Relieved Horwill sets sights on Lions
July 2, 2013
James Horwill will lead Australia out against the Lions on Saturday © Getty Images
Australia skipper James Horwill is adamant he is fully focused on Saturday's third Test against the British & Irish Lions and was left relieved after he was cleared for the second time of stamping on Alun-Wyn Jones.
Independent Appeal Officer Graeme Mew, from Canada, this morning declined to uphold an IRB Appeal brought against Horwill after he was cleared of a foul play charge at a previous judicial hearing.
The Wallabies' second row was cited in the wake of his side's first Test defeat in Brisbane and was found not guilty at an initial hearing but the International Rugby Board took the unprecedented and controversial step of appealing the decision and ordering a fresh investigation.
Horwill was cleared to play on and steered Australia to victory in Saturday's second Test clash in Melbourne but had to face a fresh hearing in Sydney on Monday night. However Mew deemed Nigel Hampton QC to have made the correct decision in the original hearing allowing Horwill to face the Lions in the all-important third Test on Saturday.
"I'd like to thank both Mr Mew and Mr Hampton for hosting very fair and independent hearings," Horwill told the press on Tuesday. "Also I'd like to thank Steve Cottrell our legal representation for assisting us in the hearing last night. Finally I'd like to thank the public for their support, my family and the team have been overwhelmed by the support. And now it's time to get on with football."
Horwill revealed he had not slept on Monday night following the hearing but he will now focus on leading out the Wallabies on Saturday. Horwill added: "I love what I do and it means a hell of a lot to represent my country and not only to represent but the opportunity to lead in what is probably the biggest game in this country since the 2003 World Cup final. So I'm very excited and now we can focus the game and that's what it's important."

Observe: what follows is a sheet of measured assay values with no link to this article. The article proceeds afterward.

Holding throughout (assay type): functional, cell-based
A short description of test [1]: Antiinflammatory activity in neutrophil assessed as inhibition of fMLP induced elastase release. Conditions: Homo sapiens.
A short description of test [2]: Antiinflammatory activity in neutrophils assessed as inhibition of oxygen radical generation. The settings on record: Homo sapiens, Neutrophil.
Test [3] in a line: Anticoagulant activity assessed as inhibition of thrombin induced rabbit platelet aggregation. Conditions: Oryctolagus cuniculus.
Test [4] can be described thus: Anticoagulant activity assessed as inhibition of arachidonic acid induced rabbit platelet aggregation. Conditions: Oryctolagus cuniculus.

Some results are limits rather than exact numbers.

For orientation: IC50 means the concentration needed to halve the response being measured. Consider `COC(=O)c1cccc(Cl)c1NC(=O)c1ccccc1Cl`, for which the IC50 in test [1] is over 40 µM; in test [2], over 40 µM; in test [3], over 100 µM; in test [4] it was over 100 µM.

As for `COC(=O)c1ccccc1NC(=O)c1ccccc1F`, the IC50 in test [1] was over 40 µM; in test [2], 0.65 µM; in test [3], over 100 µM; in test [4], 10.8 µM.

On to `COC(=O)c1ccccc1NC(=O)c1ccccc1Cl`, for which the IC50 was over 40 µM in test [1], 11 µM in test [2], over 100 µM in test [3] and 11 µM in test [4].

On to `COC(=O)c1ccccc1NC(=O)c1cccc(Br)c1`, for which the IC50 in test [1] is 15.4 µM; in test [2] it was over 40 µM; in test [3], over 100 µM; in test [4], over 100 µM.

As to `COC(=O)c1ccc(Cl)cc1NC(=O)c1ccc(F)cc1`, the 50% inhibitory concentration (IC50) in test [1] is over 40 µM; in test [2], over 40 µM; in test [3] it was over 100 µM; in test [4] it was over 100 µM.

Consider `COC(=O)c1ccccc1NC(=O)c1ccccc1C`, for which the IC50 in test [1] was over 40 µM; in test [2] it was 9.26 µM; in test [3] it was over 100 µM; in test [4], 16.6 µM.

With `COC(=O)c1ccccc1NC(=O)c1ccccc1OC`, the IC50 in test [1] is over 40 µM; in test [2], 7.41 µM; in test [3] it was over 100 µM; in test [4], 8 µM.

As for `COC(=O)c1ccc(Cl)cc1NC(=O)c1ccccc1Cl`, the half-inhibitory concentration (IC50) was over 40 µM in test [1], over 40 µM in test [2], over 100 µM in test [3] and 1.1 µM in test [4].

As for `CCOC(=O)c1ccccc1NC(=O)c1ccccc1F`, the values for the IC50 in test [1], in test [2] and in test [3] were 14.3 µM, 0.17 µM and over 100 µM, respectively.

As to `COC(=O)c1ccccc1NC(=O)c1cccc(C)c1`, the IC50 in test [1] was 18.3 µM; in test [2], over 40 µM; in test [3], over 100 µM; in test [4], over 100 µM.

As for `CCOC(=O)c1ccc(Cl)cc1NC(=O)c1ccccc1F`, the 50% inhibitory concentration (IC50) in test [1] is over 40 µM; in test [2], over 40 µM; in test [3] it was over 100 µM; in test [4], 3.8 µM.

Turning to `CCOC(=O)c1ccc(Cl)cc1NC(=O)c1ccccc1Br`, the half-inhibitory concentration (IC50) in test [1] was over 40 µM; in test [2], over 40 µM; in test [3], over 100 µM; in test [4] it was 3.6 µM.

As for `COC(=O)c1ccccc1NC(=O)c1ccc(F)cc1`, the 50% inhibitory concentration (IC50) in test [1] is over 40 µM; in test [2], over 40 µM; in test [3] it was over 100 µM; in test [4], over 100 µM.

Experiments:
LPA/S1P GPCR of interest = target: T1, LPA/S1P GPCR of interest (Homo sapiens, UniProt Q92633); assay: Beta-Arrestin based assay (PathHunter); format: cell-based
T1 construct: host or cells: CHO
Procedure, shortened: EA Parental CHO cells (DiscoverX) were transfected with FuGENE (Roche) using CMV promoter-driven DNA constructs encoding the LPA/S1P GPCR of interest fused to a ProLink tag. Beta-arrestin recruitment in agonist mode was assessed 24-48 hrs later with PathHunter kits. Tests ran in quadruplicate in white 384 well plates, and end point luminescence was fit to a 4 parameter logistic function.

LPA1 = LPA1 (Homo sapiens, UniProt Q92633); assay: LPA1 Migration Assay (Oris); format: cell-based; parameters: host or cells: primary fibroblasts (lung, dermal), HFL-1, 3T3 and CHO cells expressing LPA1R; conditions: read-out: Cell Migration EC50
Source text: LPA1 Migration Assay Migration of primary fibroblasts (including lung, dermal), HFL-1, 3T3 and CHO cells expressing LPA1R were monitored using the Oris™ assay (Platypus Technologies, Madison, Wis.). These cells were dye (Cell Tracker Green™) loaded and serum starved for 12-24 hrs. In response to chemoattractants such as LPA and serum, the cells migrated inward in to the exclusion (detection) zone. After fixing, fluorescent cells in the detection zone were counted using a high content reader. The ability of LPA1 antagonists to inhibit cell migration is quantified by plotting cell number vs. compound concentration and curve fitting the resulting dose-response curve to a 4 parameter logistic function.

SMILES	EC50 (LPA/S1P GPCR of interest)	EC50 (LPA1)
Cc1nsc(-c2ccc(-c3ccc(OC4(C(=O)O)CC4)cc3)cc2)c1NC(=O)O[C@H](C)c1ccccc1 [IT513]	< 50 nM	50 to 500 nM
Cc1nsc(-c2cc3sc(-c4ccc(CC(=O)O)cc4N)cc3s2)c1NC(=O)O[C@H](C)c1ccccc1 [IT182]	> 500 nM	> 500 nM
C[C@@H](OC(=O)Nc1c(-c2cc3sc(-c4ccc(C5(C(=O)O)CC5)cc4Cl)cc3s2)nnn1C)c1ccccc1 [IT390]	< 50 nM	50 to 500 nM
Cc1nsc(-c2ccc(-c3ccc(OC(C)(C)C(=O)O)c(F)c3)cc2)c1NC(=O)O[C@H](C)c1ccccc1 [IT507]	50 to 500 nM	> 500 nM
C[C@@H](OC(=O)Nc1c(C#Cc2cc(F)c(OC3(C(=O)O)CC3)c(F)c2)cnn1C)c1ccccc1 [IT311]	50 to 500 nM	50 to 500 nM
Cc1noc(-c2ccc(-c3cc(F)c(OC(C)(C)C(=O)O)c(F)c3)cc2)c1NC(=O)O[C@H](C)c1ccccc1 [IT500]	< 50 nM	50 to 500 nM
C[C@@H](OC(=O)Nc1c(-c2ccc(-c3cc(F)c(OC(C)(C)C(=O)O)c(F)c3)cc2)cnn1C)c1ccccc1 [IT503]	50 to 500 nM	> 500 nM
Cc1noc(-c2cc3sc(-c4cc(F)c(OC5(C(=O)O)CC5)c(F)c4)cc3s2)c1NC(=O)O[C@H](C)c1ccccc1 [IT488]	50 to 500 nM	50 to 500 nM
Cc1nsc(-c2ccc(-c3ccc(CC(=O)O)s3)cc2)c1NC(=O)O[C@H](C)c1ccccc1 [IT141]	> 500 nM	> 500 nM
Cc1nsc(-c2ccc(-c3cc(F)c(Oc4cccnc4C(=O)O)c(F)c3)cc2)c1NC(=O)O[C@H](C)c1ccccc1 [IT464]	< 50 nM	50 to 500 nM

Coach Robbie Deans admitted he was planning for life without his skipper if the appeal went against them, but he was quick to highlight his captain's qualities on Tuesday. "He's a very forthright man, a man of high integrity and his ethics are good," Deans said of Horwill. "His work ethic is huge, he will play himself until he can't play anymore and for a players' perspective, that's what they want alongside you."
With everything on the line going into Saturday, Deans' side are now going out to emulate the crop of 2001 and secure the series despite losing the first Test against the Lions. He admitted the last week has been the "toughest" of his career, but he is fully focused on the match in Sydney.
"It hasn't been straightforward, it's been demanding in every way both on and off the field. So if we are able to work ourselves into that position then that'll warrant a little bit of satisfaction and reflection. We've got a lot to do, we have a lot of respect for these blokes. They don't give you anything, we have to earn it in every way."
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